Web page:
A key piece of Mayor Brandon Scott’s approach to stemming the city’s high rate of violent crimes has been investing in resources for returning citizens incarcerated in local jails or state prisons. But the city’s flagship program to accomplish that work has gotten off to a slow start.

Since a “soft launch” in the spring of last year, the “Returning Citizens Behind the Wall” program, which connects incarcerated people with jobs doing manual labor for the city’s recreation and parks department at $15 an hour, has helped only 103 participants, according to an update from the Mayor’s Office of Neighborhood Safety and Engagement provided to the City Council’s public safety committee on Wednesday.

That puts the program, which is funded by the federal pandemic aid, well short of its stated goal of 500 participants per fiscal year — a goal that had already been revised down from the 900 participants per fiscal year that were initially planned.

In her update to the City Council, Stefanie Mavronis, director of the mayor’s public safety office, said she wants to expand the re-entry program to hire returning citizens who would work at other city agencies besides recreation and parks. She also wants to expand the program’s offerings for career training and financial counseling.

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But the public safety office appears to be limited by the number of people available to do the case management for program participants. To that end, Mavronis told City Council members that the agency is pursuing funding from the U.S. Department of Labor to hire additional staff — the office currently has just one re-entry coordinator.

“We are being as proactive as we can,” Mavronis said. “We know that the work is bigger than one re-entry coordinator. And while we are grateful to be able to jump-start that work with the staff that we have now, certainly, if we’re going to be able to do this at the level that we imagine, we’re going to need additional support.”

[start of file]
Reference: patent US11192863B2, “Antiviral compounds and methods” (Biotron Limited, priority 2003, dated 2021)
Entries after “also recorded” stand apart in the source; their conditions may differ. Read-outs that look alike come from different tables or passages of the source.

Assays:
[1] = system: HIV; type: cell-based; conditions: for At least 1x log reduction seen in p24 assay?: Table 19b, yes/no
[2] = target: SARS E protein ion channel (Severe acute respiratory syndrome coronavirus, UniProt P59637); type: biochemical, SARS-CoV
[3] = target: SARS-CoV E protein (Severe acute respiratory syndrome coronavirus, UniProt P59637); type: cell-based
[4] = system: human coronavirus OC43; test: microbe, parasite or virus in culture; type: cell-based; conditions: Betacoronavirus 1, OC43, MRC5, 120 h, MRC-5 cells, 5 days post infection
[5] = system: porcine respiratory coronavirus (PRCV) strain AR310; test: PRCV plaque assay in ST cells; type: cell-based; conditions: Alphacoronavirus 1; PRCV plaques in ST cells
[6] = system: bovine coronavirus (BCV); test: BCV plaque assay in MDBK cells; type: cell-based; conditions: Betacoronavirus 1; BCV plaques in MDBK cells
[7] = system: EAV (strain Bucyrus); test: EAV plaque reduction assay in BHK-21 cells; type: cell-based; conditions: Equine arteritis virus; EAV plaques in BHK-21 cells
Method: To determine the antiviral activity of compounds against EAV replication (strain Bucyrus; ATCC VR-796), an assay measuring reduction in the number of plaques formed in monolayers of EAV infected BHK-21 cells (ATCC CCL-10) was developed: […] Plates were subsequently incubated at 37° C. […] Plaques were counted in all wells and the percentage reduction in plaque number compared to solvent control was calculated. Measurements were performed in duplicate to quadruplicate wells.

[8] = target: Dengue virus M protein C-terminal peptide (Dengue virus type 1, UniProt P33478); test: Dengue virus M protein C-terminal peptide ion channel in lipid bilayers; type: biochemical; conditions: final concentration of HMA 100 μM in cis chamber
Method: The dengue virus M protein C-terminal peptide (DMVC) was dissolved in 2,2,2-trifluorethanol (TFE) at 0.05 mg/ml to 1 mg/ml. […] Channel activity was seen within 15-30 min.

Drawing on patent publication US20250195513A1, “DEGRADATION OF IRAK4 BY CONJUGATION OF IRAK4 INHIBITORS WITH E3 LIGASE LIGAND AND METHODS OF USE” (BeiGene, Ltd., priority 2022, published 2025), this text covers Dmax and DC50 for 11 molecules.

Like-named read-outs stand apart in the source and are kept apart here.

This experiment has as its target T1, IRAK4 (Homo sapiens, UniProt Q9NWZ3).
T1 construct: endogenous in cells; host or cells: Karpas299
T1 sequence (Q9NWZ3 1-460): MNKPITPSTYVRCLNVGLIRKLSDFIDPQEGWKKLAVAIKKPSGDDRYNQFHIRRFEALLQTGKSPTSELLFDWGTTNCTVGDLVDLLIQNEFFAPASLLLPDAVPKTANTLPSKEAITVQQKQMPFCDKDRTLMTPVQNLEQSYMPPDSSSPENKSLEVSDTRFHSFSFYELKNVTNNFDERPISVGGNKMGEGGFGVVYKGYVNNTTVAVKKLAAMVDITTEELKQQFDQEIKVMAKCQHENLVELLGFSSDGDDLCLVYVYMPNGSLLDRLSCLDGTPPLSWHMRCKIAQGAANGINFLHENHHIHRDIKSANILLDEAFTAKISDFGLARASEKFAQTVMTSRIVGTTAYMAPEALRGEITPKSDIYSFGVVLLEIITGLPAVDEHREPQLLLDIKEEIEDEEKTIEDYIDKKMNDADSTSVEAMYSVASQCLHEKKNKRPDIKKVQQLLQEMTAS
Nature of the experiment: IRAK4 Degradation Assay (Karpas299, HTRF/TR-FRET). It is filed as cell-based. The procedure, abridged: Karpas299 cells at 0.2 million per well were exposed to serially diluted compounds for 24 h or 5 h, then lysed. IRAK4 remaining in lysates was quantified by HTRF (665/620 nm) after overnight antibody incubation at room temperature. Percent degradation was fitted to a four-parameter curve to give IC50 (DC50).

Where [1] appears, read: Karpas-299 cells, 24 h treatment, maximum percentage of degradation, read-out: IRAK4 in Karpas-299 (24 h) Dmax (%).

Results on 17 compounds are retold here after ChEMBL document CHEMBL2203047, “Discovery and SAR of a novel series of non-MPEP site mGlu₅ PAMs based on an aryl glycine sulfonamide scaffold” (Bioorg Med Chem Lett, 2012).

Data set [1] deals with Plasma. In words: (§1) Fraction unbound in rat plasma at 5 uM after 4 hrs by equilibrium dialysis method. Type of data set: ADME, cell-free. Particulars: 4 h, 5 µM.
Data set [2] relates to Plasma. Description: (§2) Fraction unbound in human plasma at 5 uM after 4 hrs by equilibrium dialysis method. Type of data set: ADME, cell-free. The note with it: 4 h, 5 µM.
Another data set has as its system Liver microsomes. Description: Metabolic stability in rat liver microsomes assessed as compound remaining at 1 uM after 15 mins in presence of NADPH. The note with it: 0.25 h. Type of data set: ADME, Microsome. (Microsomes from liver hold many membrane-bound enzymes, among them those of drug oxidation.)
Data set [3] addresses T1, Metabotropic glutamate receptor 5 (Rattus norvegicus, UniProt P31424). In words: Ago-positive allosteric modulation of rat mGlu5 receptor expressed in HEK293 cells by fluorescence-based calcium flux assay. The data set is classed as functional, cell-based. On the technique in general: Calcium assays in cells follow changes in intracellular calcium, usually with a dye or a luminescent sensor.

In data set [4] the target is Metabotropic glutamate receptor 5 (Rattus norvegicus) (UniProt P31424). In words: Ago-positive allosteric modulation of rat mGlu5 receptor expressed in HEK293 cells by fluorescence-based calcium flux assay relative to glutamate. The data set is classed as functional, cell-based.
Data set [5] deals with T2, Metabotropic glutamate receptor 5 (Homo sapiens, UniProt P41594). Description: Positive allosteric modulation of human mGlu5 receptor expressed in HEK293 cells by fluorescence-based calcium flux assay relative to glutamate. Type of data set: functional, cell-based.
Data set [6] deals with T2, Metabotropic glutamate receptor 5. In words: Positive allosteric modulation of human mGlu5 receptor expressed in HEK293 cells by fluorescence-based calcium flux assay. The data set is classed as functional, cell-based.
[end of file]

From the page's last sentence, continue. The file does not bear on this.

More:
In response to questions from The Baltimore Banner, the Mayor’s Office of Neighborhood Safety and Engagement said that the goal of 500 participants per fiscal year was “based on data about the number of incarcerated people eligible for work release who plan to return home to Baltimore City.”

“As we continue to build our capacity and drive recruitment in the initiative, we are also actively assessing the participant goal in partnership with the Mayor’s Office of Recovery Programs,” said spokesperson Jack French.

The re-entry program’s lower-than-expected enrollment comes as the Scott administration continues to warn agencies that changes could be coming to the city’s pandemic aid spending plan. Baltimore has been slow to spend the $641 million it received through the federal American Rescue Plan Act, and though the city has until the end of 2026 to use the windfall, it faces a more urgent, end-of-2024 deadline to have all of the money earmarked.

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Shamiah Kerney, director of the Mayor’s Office of Recovery Programs, has signaled for months that meeting those deadlines could require pulling money back from slow-developing projects and directing it elsewhere, reiterating earlier this month that meeting the obligation deadline “is for sure going to be a challenge.” The pandemic aid director told council members that she expects to have a projects assessment completed by the end of March, after which the city could begin to publicize changes to its spending plan.

The city had spent just under 30% of its $641 million as of the end of December, according to a January report to the City Council, while Kerney said this month that just over half of the city’s millions had been earmarked. Scott granted his public safety office $45 million from the federal allotment, and the agency had spent 22% of it by the close of last year.

Mavronis’ update to the City Council came during a hearing on a bill proposed by Councilmember James Torrence that would form an Office of Returning Citizens, which would be an independent wing within the mayor’s public safety office.

Baltimore sees more residents transitioning out of incarceration than any other jurisdiction in Maryland, and the West Baltimore councilman, whose parents were both formerly incarcerated people, said the cause is personal for him.

“There are opportunities we need to provide people, but we also need to make sure those opportunities are the rule and not the exception, so that’s what this office is about,” Torrence said Wednesday.

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Mavronis welcomed the proposal, saying it would help the public safety office coordinate and expand its work with returning citizens. The public safety committee unanimously advanced the measure, sending it to the full City Council.

The Returning Citizens Behind The Wall program connects with people who are in their last months of incarceration. An earlier version of this article mischaracterized who participates in the program.